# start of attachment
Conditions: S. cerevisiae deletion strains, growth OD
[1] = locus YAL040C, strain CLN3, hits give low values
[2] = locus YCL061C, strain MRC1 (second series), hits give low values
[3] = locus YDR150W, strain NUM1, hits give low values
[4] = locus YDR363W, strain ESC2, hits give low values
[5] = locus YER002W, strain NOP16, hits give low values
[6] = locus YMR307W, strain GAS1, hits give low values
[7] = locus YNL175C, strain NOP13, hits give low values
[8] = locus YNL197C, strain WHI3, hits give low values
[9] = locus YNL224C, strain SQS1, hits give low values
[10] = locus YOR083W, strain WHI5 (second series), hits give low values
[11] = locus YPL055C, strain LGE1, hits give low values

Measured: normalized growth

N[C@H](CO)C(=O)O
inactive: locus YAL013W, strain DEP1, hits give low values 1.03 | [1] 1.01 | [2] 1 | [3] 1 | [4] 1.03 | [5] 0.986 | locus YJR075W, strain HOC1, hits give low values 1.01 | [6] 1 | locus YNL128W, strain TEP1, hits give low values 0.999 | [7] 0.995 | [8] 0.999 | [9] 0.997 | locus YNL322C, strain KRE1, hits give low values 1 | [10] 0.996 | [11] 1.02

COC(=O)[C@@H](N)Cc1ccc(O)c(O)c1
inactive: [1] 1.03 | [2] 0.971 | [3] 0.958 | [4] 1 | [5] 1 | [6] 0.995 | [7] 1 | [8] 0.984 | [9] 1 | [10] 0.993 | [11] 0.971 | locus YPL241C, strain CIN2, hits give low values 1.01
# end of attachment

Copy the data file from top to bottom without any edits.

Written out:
Conditions: S. cerevisiae deletion strains, growth OD
[1] = locus YAL040C, strain CLN3, hits give low values
[2] = locus YCL061C, strain MRC1 (second series), hits give low values
[3] = locus YDR150W, strain NUM1, hits give low values
[4] = locus YDR363W, strain ESC2, hits give low values
[5] = locus YER002W, strain NOP16, hits give low values
[6] = locus YMR307W, strain GAS1, hits give low values
[7] = locus YNL175C, strain NOP13, hits give low values
[8] = locus YNL197C, strain WHI3, hits give low values
[9] = locus YNL224C, strain SQS1, hits give low values
[10] = locus YOR083W, strain WHI5 (second series), hits give low values
[11] = locus YPL055C, strain LGE1, hits give low values

Measured: normalized growth

N[C@H](CO)C(=O)O
inactive: locus YAL013W, strain DEP1, hits give low values 1.03 | [1] 1.01 | [2] 1 | [3] 1 | [4] 1.03 | [5] 0.986 | locus YJR075W, strain HOC1, hits give low values 1.01 | [6] 1 | locus YNL128W, strain TEP1, hits give low values 0.999 | [7] 0.995 | [8] 0.999 | [9] 0.997 | locus YNL322C, strain KRE1, hits give low values 1 | [10] 0.996 | [11] 1.02

COC(=O)[C@@H](N)Cc1ccc(O)c(O)c1
inactive: [1] 1.03 | [2] 0.971 | [3] 0.958 | [4] 1 | [5] 1 | [6] 0.995 | [7] 1 | [8] 0.984 | [9] 1 | [10] 0.993 | [11] 0.971 | locus YPL241C, strain CIN2, hits give low values 1.01